Although these decadent treats may look like they came from an expensive chocolate boutique, dipping your own fruit is surprisingly simple and won’t cost you a fortune. All it requires is some fundamental knowledge about chocolate.
For starters, pick a dark chocolate that contains from 60 to 70 percent cocoa. These varieties have a stronger, more intense flavor thanks to a greater cocoa content. They also have a higher proportion of antioxidants that provide valuable disease-fighting potential. Using a higher quality chocolate creates a more pronounced sheen on the berries as well once the chocolate has set.
Melting the chocolate in a microwave oven is easiest. However, chocolate melts at a temperature between 80 and 90 degrees and can burn quickly if not watched carefully. To prevent it from burning, heat the chocolate in 10-second bursts, stirring after each interval.
The alternative method for melting chocolate – over hot water – requires even more care. Chocolate contains a starch that hates moisture and it will react to even a drop of water by “seizing up,” turning rock hard and grainy. Once this happens, nothing can coax it to melt smoothly again. To avoid this, place the chocolate in a deep metal or heatproof glass bowl and set the bowl in the center of a wide pan filled with hot (but not boiling) water. This method is actually more reliable than using a traditional double boiler, where steam emerges closer to the chocolate and is more like to drip onto it.
For dipping, choose the best quality fruit you can find. Dip the fruit halfway into the chocolate to show off their color and keep the stems of the berries intact for a more dramatic presentation. Carefully let the excess chocolate drip off the fruit after dipping and allow the fruit to set in the refrigerator.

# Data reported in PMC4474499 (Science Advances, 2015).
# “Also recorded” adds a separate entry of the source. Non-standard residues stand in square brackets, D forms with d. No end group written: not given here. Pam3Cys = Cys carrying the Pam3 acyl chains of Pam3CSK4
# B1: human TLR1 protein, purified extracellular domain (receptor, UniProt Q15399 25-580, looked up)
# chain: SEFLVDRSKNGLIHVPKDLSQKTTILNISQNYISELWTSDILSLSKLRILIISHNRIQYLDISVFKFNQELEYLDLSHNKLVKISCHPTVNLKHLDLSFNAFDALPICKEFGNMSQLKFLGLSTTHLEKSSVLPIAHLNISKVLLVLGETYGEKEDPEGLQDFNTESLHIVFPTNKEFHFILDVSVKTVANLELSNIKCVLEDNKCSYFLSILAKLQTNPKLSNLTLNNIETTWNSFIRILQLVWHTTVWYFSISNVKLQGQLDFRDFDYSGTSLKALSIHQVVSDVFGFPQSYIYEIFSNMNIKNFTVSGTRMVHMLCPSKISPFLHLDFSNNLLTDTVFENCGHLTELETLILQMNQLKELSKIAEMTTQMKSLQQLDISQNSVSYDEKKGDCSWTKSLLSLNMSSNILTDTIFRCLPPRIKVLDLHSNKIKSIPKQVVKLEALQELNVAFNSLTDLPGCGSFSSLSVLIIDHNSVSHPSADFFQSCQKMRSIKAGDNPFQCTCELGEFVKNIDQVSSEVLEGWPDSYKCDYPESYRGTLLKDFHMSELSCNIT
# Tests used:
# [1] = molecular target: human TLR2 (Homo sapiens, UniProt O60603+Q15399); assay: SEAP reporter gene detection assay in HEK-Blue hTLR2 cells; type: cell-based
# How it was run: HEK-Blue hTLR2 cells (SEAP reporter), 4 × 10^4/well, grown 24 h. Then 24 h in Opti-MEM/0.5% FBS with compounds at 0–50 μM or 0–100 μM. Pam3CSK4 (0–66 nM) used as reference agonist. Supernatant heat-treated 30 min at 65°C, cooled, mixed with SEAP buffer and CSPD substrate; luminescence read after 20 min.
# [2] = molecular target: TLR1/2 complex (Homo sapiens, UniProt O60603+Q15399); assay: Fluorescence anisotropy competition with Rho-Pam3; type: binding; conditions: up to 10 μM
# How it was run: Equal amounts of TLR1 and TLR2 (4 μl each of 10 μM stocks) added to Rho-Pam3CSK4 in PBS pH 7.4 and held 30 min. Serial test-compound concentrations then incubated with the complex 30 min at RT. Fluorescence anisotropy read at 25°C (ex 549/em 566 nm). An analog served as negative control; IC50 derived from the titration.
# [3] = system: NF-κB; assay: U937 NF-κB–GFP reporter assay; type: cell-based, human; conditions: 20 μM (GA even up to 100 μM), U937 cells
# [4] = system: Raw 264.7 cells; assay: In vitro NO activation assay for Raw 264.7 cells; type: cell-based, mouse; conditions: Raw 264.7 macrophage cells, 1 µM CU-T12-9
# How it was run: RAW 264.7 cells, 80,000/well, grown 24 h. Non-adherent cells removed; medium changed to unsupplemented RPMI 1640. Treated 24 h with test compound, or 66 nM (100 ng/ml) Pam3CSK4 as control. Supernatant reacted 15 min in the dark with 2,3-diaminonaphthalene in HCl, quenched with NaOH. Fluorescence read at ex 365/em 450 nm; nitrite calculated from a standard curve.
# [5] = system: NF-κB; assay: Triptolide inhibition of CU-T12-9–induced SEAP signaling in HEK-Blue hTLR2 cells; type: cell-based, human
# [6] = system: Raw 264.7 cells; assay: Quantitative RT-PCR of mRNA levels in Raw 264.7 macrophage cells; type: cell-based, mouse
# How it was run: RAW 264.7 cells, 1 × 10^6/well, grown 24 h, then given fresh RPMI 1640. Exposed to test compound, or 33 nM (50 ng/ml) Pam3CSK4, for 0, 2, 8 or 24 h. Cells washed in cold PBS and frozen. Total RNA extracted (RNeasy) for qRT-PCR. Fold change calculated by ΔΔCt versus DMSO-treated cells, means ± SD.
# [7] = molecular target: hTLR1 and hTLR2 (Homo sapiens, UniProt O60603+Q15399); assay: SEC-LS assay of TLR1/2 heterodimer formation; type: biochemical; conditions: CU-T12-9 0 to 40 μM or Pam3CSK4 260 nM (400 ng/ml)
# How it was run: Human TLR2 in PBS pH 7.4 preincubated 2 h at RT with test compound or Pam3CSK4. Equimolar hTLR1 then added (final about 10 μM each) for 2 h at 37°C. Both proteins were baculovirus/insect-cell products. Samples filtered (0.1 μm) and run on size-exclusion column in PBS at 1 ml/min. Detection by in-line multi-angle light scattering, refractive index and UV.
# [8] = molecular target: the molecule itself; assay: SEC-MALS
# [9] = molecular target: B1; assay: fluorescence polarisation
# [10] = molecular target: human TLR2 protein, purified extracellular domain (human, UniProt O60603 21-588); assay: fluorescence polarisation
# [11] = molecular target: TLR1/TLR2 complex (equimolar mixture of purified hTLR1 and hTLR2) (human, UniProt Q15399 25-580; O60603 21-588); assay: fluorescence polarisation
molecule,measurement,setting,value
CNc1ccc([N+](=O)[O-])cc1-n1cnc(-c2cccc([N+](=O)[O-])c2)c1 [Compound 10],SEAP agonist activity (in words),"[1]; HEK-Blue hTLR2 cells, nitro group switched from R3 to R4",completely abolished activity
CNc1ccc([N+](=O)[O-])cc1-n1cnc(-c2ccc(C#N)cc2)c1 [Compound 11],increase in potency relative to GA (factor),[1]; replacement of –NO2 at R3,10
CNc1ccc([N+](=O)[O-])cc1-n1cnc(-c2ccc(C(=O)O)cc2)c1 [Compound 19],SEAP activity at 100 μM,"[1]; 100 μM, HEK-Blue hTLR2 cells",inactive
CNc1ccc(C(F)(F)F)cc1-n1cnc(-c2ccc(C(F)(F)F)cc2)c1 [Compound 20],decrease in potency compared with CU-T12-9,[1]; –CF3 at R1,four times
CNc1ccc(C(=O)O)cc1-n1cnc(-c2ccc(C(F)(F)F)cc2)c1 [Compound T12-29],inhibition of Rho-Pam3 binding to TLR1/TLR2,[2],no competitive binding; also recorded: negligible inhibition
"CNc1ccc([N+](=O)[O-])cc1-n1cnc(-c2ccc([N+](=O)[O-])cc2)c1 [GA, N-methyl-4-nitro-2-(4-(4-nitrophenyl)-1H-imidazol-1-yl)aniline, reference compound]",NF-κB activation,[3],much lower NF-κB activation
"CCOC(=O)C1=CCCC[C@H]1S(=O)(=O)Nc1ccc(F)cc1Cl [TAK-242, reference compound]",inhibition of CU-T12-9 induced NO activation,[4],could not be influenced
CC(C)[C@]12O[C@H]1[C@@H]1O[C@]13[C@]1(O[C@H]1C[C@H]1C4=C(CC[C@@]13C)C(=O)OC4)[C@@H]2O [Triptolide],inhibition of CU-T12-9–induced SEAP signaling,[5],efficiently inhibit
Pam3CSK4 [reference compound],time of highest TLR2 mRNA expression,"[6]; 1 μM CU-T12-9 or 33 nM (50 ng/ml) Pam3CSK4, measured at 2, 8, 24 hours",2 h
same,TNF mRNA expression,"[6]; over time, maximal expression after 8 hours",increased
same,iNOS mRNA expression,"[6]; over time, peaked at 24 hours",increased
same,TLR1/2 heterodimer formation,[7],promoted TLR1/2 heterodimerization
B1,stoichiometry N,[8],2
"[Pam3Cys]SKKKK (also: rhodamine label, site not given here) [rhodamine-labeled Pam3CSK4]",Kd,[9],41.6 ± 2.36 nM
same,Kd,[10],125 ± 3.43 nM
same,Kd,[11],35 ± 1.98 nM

Chocolate-Dipped Fruit - Makes 4 servings.
3 ounces dark (70 percent cocoa) chocolate
8 large strawberries
16 large seedless green grapes
1 large banana, cut into 8 pieces
Line a baking sheet with baking parchment or wax paper. Set aside.
Break up the chocolate or chop it. Place in a small microwaveable bowl and heat for 1 minute on high. Stir, then microwave in 10 second bursts on medium until small pieces remain. Stir until the chocolate is completely melted. Alternatively, place the bowl in a small skillet filled with 2 inches of simmering hot water and stir occasionally until the chocolate is melted.
Pat the fruit with paper towels to be sure it is completely dry. Holding each strawberry by its hull, dip halfway into the melted chocolate and lift out with a twisting motion. Shake the berry over the bowl for 10 seconds to let excess chocolate drip off. Place the strawberry on the prepared baking sheet. Repeat until all the berries are dipped.
Insert a toothpick into the stem end of each grape. Dip grapes until half covered with chocolate, twisting and letting the excess drip off. Lay each grape on its side on the baking sheet.
Stand each banana section on a round end and insert a toothpick in the center of the top. Dip, twist and let excess chocolate drip off, like the other fruit.
Place the baking sheet with the dipped fruits in the refrigerator until the chocolate hardens, 30 minutes. Serve immediately, or within 6 hours.
Per serving: 170 calories, 7 g total fat (4 g saturated fat), 27 g carbohydrate, 2 g protein, 4 g dietary fiber, 0 mg sodium.
"Something Different" is written for the American Institute for Cancer Research (AICR) by Dana Jacobi, author of The Joy of Soy and recipe creator for AICR's Stopping Cancer Before It Starts.
The American Institute for Cancer Research (AICR) offers a Nutrition Hotline online at www.aicr.org or via phone 9 a.m. to 5 p.m. ET, MondayFriday, at 1-800-843-8114. This free service allows you to ask questions about diet, nutrition and cancer. A registered dietitian will respond to your email or call, usually within 3 business days. AICR is the only major cancer charity focusing exclusively on how the risk of cancer is reduced by healthy food and nutrition, physical activity and weight management. The Institute’s education programs help millions of Americans lower their cancer risk. AICR also supports innovative research in cancer prevention and treatment at universities, hospitals and research centers across the U.S. Over $82 million in funding has been provided. AICR is a member of the World Cancer Research Fund International.